There have been days of violent demonstrations over the death of a Kurdish woman while in police custody last week.
By Erin Viner
Nationwide anger was ignited after the 22-year-old slipped into a coma and died following her arrest in Tehran last week by the “morality police,” who enforce Iran’s strict Islamic Sharia law. Women who fail to properly cover their hair or wear the loose-fitting hijab in public face fines or arrest as part of the hardline Ayatollah Regime’s crackdown on so-called “immoral behavior.”
Tehran Police Commander Hossein Rahimi claimed that Amini suddenly became ill but had suffered no physical harm and that officers had “done everything” to keep her alive. Earlier police statements said Amini had suffered a heart attack after being taken to the morality station to be “educated.”
Her relatives have denied she suffered any heart condition or any other pre-existing health problems. Amini’s father, who said bruises were evident during post-mortem examination, has openly held the police responsible for his daughter’s death.
In the nationwide condemnation of the incident, the Farsi (Persian) language hashtag of her name #MahsaAmini has appeared at least 2 million times on Twitter.
According to the Kurdish Hengaw Human Rights Organization, deadly force by security forces caused the deaths of two victims of gunshot wounds in ‘Amini’s hometown of Saqez; two others were killed in the town of Divandarreh “by direct fire” and the fifth was killed in the Dehgolan region. 75 people were injured on Monday, said Hengaw.
Videos posted on Twitter that cannot be authenticated by TV7 show footage of rioters hurling rocks while a male voice declares, “there is a war in Divandarreh.”
The wave of demonstrations sweeping the country also reportedly reached the capital and cities including Rasht, Mashhad and Isfahan.
Postings on social media included videos showing protesters chanting “Death to the dictator (Supreme Leader Ayatollah Ali Khamenei)” as drivers sounded their car horns to back protests in a Tehran square amid a heavy police presence.
“People throwing rocks have advanced against the police. Death to the dictator!” a woman can be heard sayin in Tehran on video posted by the 1500tasvir Twitter account. Images showed police cars with shattered windows as a nearby security forces’ vehicle fired water canon towards protesters. The site also published footage purported to be a protest at a Tehran university against the paramilitary Basij militia.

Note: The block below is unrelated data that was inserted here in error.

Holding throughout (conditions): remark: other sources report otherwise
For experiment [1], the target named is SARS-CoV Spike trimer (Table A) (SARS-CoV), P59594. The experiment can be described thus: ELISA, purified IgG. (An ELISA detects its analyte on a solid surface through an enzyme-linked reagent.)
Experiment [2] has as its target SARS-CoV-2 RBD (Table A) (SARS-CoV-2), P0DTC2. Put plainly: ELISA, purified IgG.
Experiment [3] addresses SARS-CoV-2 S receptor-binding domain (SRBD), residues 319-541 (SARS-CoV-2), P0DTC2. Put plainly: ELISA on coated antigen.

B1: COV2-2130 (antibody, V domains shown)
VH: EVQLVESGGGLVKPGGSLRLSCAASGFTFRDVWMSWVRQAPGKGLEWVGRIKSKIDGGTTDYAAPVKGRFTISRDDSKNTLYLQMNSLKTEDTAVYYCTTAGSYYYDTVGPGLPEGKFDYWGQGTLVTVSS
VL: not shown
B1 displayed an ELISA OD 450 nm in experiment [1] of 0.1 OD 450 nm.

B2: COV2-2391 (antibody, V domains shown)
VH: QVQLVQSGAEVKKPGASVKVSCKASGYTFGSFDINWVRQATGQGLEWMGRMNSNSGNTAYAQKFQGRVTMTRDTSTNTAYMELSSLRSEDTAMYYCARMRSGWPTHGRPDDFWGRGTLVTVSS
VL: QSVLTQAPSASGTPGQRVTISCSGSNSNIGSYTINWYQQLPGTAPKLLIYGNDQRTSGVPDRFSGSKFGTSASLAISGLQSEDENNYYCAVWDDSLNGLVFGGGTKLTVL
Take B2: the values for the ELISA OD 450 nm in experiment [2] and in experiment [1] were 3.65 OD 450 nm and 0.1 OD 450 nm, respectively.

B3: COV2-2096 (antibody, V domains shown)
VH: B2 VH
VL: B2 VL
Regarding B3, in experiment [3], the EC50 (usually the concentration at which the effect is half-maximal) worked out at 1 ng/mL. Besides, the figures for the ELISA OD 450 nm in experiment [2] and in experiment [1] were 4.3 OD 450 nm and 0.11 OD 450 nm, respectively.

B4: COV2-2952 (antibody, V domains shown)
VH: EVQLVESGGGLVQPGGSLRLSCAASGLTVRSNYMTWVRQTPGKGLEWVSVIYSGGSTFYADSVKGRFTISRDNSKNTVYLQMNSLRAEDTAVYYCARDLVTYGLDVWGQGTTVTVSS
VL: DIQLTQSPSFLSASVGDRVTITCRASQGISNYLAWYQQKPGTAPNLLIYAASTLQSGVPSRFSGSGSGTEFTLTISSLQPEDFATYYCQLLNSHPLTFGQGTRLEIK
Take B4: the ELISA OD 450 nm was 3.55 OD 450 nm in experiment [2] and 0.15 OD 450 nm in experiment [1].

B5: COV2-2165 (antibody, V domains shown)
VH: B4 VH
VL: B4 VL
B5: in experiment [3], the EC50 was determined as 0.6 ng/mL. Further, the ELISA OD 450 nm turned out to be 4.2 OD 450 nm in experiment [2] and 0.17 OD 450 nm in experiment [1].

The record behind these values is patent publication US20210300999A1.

As during past protests, authorities appear to have restricted internet access to make it difficult for protesters to post videos. The NetBlocks site reported “a significant internet outage” in Tehran and “near-total disruption to internet connectivity in (the Kurdish provincial capital) Sanandaj” in connection to the demonstrations.
The international community has also condemned the suspicious death of the Kurdish woman.
“Mahsa Amini’s death after injuries sustained while in police custody for wearing an ‘improper’ hijab is an appalling and egregious affront to human rights,” said a spokesperson for the United States National Security Council. The statement stressed that, “Women in Iran should have the right to wear what they want, free from violence or harassment. Iran must end its use of violence against women for exercising their fundamental freedoms,” and demanded “accountability for Mahsa’s death.”
Echoing that statement, US Special Envoy for Iran Robert Malley tweeted, “Mahsa Amini’s death after injuries sustained in custody for an ‘improper’ hijab is appalling … Those responsible for her death should be held accountable.”
The French Foreign Ministry has called for a transparent investigation into “the violence that caused her death.”
The Amnesty International human rights group wrote on Twitter, “allegations of torture and other ill-treatment in custody, must be criminally investigated … All agents and officials responsible must face justice.”
Amini’s death is likely to further raise tension between the Ayatollah establishment and the Kurdish minority. Iran’s elite Islamic Revolutionary Guards Corps (IRGC) has stamped out unrest in the country’s Kurdish areas for decades, and many Kurdish activists have been sentenced to long jail terms or death.
Iran’s Kurdish minority is estimated to include eight to ten million people.
The current nationwide protests marks some of Iran’s worst unrest since street clashes erupted in 2019 over fuel price hikes and again in late 2021 over water shortages.